I am a big fan of OpenTable. I use it regularly, I appreciate its transactional business model, and it is sitting on a mountain of incredibly valuable data that it has barely begun to tap.
Recently I was surprised to find an article entitled "Why OpenTable Is A Lousy Deal For Some Restaurants." Who says so? Apparently, a growing number of restaurants in the San Francisco area. And what specifically about OpenTable troubles these restaurants? Several things.
First, OpenTable allegedly does not increase the number of people dining out on any given night. Rather, it simply shifts some of those diners to restaurants using OpenTable.
Second, OpenTable costs money. And because OpenTable is so popular, restaurants feel compelled to subscribe, making OpenTable fees akin to extortion. Worse yet, restaurants have to raise their prices to offset OpenTable fees, which in turn drives down the total number of people dining out.
Third, OpenTable owns all the customer data that passes through its network. Cancel your subscription and you lose access to all that data.
Needless to say, this is some mighty weak reasoning. OpenTable was not created to popularize the restaurant experience and expand the market. It has a simple goal to make subscriber restaurants more attractive to diners by providing a simple, fast, seamless reservation experience.
The second argument, that restaurants resent OpenTable because it works so well is equally odd logic. OpenTable provides a powerful application most restaurants could never afford to build and maintain. More importantly, OpenTable provides the audience as well. By the way, OpenTable succeeded in large part because it was so painful and inefficient to make reservations before it came along. Further, OpenTable helps fill seats that might otherwise go empty, makes it easy to cancel reservations that otherwise would cost a restaurant money, and helps the restaurant professionalize and better manage its entire operation, all without additional staff. Presumably benefits like these offset the fees being paid.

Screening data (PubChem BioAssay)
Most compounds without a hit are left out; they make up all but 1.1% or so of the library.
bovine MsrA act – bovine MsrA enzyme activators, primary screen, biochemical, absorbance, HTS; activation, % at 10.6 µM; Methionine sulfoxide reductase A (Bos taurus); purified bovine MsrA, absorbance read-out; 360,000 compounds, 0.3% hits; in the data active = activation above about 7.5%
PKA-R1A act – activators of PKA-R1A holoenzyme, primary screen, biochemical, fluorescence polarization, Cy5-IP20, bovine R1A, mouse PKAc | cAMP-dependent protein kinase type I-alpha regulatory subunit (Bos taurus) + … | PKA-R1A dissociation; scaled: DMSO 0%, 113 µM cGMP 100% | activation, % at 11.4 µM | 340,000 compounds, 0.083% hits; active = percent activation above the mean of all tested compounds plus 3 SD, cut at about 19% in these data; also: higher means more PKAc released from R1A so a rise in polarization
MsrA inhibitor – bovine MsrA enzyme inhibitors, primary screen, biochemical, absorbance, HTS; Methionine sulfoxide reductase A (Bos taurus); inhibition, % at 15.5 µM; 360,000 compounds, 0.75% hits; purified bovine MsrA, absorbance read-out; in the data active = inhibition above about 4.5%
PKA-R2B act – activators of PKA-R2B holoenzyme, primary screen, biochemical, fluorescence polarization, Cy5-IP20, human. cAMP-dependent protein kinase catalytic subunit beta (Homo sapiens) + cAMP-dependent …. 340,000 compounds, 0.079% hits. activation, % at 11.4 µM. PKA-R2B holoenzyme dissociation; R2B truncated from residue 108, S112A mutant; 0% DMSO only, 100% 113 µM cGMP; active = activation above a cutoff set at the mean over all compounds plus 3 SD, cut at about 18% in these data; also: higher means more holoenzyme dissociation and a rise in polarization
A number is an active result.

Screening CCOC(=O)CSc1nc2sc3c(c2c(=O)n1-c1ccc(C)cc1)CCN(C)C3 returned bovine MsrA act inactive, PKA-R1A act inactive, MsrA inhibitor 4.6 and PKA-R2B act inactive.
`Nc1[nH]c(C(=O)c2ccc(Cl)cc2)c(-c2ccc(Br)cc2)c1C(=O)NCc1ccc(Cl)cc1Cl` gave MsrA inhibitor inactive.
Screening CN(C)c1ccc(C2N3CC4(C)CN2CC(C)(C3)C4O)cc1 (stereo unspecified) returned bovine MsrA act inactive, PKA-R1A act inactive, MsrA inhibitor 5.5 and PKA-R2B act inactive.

On the issue of data ownership, I have more sympathy. At the same time, it's news to me that non-chain restaurants ever worried about their customer databases, since so few make even the slightest effort to build them on their own.
The bigger issue here is that companies, whether data providers, transactional services providers or both, can become victims of their own success. All the rumblings above suggest an emerging view that OpenTable is so dominant it is being thought of as a monopoly and a utility. And nothing good comes out of assuming either status. We all seek lock-in and workflow embedment, but once we achieve it, we are faced with a delicate, ongoing balancing act to keep the goodwill of the industries we serve. And that challenge is compounded when industry objections are long on emotion and weak on logic, especially in the wonderful world of online, where "free" is considered an entirely reasonable price point and value is hard to demonstrate when so much is taken for granted. Going forward, OpenTable will need to continuously re-calibrate its value proposition, perhaps unlocking some of the treasure trove of data it is amassing to help its subscribers fine-tune their marketing and tighten their own business operations.